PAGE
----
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    Merchant at flea market arrested

    A sting leads authorities to an Oldsmar Flea Market booth, where stolen and marked merchandise from Target is found.

    By ROBERT FARLEY, Times Staff Writer
    © St. Petersburg Times
    published August 20, 2002


    OLDSMAR -- The case started when security officers caught two teenagers shoplifting at the Target in East Lake. The suspects told officers they regularly sold their stolen goods to a man with a booth at the Oldsmar Flea Market.

    That tip led to an undercover Pinellas County sheriff's investigation that ended with the arrest two weeks ago of flea market merchant Thomas E. Skotis, 48, of Holiday.

    Skotis -- who buys, sells and trades electronic games, videos and DVDs at the flea market -- was charged with five counts of dealing in stolen property. He was released from Pinellas County Jail on his own recognizance Aug. 9.

    The investigation began after a Target district security officer, Steven Murray, caught two West Pasco teenage boys, a 16-year-old and an 18-year-old, shoplifting June 30, according to a detective's affidavit for a search warrant.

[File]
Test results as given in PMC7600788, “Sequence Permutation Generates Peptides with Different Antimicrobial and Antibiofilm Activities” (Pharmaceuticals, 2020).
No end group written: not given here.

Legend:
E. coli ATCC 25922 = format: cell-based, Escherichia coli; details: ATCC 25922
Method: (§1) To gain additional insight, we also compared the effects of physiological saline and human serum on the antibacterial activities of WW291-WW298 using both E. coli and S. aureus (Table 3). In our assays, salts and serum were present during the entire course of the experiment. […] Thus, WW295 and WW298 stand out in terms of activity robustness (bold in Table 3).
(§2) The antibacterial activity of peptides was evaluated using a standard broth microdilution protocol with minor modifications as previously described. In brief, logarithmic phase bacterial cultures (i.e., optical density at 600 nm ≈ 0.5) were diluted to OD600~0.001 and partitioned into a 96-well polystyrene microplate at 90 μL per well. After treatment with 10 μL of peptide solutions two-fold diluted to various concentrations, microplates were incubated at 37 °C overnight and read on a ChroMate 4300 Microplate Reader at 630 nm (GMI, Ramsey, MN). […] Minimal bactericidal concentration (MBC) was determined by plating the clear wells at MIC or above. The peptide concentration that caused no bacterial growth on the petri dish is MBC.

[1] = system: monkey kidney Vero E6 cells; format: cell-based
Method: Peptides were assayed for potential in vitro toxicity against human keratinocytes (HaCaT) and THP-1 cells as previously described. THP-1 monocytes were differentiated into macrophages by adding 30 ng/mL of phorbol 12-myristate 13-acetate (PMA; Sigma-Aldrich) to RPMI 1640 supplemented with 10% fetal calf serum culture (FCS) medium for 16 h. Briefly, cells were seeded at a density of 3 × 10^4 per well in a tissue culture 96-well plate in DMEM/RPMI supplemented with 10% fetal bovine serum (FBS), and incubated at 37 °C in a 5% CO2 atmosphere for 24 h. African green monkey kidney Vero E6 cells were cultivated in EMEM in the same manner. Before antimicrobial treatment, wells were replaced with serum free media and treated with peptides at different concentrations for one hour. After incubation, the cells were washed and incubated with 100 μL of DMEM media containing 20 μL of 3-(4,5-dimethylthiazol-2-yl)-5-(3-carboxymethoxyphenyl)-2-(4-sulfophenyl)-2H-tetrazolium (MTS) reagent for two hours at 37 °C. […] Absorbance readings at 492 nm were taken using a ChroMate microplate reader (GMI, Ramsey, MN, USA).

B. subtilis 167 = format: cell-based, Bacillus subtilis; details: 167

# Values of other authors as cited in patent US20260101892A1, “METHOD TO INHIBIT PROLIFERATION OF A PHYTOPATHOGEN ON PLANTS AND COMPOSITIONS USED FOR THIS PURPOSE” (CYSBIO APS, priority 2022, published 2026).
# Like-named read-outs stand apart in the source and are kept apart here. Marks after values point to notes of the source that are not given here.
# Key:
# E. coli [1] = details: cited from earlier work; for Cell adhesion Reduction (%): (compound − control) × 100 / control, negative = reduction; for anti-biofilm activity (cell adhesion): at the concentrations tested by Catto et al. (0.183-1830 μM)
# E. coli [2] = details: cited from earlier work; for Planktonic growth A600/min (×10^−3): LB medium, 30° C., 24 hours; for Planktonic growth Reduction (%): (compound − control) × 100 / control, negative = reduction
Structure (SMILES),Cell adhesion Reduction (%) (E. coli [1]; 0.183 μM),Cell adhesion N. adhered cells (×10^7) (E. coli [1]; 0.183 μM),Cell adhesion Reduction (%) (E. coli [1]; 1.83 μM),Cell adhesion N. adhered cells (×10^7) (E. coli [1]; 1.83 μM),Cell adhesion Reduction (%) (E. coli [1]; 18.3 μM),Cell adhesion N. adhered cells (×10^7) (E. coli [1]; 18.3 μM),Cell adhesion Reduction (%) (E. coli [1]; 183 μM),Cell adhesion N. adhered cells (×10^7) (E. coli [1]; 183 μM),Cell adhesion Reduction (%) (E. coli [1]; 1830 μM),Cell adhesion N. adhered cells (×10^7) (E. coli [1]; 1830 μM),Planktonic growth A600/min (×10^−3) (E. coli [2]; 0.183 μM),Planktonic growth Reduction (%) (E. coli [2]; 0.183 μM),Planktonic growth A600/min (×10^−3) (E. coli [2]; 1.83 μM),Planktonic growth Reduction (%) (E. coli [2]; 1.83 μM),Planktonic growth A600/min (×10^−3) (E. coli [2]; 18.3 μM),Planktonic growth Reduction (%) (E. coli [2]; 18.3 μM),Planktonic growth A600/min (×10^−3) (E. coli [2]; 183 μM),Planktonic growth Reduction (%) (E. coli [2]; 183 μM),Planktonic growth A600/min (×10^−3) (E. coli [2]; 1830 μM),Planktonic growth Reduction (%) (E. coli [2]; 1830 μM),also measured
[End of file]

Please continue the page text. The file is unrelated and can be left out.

After the two provided information about a man at the Oldsmar Flea Market to whom they fenced their stolen goods, Murray visited the booth and observed merchandise with Target identification marks. Those identifiers included a pinhole placed near the label of DVD movies and various electronic games.

    Detectives said they later identified a confidential informant who told them that he had sold stolen merchandise to Skotis on several occasions and that he knew others who had used Skotis to fence stolen property.

    On three dates -- July 7, July 17 and Aug. 4 -- the informant sold electronic games and accessories "represented as stolen" to Skotis, at a price well below retail value, according to a sworn statement from sheriff's Detective Javier Rosas. The items actually had been provided by the Target store for use in the sting, said sheriff's spokeswoman Marianne Pasha.

    All of the items were marked with identifying pinholes. Some items even carried a Target "bull's-eye" label. An undercover detective visited the booth and identified several of the items for sale at Skotis' booth, authorities said.

    During the informant's last transaction Aug. 4, Skotis even provided a handwritten list of merchandise he was interested in getting, Rosas said in his affidavit.

    When a search warrant was served Aug. 7, detectives recovered many of the marked items, Pasha said. Those included PlayStation 2 games, DVDs and a Nintendo Game Boy advanced game system.

    "Target helped us out quite a bit," Pasha said.

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